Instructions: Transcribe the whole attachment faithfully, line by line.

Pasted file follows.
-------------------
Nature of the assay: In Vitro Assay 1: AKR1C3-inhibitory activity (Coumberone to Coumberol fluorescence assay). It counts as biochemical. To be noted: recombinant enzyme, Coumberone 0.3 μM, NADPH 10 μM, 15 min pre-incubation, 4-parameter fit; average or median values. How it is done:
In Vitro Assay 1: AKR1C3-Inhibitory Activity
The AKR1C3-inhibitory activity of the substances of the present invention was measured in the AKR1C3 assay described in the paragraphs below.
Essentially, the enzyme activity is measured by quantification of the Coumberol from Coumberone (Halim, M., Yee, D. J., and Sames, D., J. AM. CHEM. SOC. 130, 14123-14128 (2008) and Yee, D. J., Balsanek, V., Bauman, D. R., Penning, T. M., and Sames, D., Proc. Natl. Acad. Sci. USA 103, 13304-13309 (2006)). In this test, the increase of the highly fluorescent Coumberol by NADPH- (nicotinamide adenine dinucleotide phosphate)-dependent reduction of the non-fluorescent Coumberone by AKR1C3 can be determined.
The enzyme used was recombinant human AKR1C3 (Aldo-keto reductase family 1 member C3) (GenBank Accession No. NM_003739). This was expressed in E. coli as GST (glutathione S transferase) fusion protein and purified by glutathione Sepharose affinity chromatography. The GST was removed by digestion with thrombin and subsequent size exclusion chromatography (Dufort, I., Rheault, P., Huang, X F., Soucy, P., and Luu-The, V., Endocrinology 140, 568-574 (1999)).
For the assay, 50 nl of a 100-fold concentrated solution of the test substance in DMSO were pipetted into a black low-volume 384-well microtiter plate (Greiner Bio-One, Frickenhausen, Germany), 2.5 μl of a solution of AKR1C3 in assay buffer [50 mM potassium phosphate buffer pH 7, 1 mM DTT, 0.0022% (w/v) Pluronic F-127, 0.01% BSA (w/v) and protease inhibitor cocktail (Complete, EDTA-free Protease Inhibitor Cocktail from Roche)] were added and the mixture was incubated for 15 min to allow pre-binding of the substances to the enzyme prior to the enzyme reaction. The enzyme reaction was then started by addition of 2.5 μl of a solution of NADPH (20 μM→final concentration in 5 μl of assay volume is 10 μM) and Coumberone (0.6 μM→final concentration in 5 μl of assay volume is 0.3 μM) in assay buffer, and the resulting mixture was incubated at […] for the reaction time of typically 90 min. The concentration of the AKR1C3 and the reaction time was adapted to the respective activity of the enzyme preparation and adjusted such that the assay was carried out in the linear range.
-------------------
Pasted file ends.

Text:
Nature of the assay: In Vitro Assay 1: AKR1C3-inhibitory activity (Coumberone to Coumberol fluorescence assay). It counts as biochemical. To be noted: recombinant enzyme, Coumberone 0.3 μM, NADPH 10 μM, 15 min pre-incubation, 4-parameter fit; average or median values. How it is done:
In Vitro Assay 1: AKR1C3-Inhibitory Activity
The AKR1C3-inhibitory activity of the substances of the present invention was measured in the AKR1C3 assay described in the paragraphs below.
Essentially, the enzyme activity is measured by quantification of the Coumberol from Coumberone (Halim, M., Yee, D. J., and Sames, D., J. AM. CHEM. SOC. 130, 14123-14128 (2008) and Yee, D. J., Balsanek, V., Bauman, D. R., Penning, T. M., and Sames, D., Proc. Natl. Acad. Sci. USA 103, 13304-13309 (2006)). In this test, the increase of the highly fluorescent Coumberol by NADPH- (nicotinamide adenine dinucleotide phosphate)-dependent reduction of the non-fluorescent Coumberone by AKR1C3 can be determined.
The enzyme used was recombinant human AKR1C3 (Aldo-keto reductase family 1 member C3) (GenBank Accession No. NM_003739). This was expressed in E. coli as GST (glutathione S transferase) fusion protein and purified by glutathione Sepharose affinity chromatography. The GST was removed by digestion with thrombin and subsequent size exclusion chromatography (Dufort, I., Rheault, P., Huang, X F., Soucy, P., and Luu-The, V., Endocrinology 140, 568-574 (1999)).
For the assay, 50 nl of a 100-fold concentrated solution of the test substance in DMSO were pipetted into a black low-volume 384-well microtiter plate (Greiner Bio-One, Frickenhausen, Germany), 2.5 μl of a solution of AKR1C3 in assay buffer [50 mM potassium phosphate buffer pH 7, 1 mM DTT, 0.0022% (w/v) Pluronic F-127, 0.01% BSA (w/v) and protease inhibitor cocktail (Complete, EDTA-free Protease Inhibitor Cocktail from Roche)] were added and the mixture was incubated for 15 min to allow pre-binding of the substances to the enzyme prior to the enzyme reaction. The enzyme reaction was then started by addition of 2.5 μl of a solution of NADPH (20 μM→final concentration in 5 μl of assay volume is 10 μM) and Coumberone (0.6 μM→final concentration in 5 μl of assay volume is 0.3 μM) in assay buffer, and the resulting mixture was incubated at […] for the reaction time of typically 90 min. The concentration of the AKR1C3 and the reaction time was adapted to the respective activity of the enzyme preparation and adjusted such that the assay was carried out in the linear range.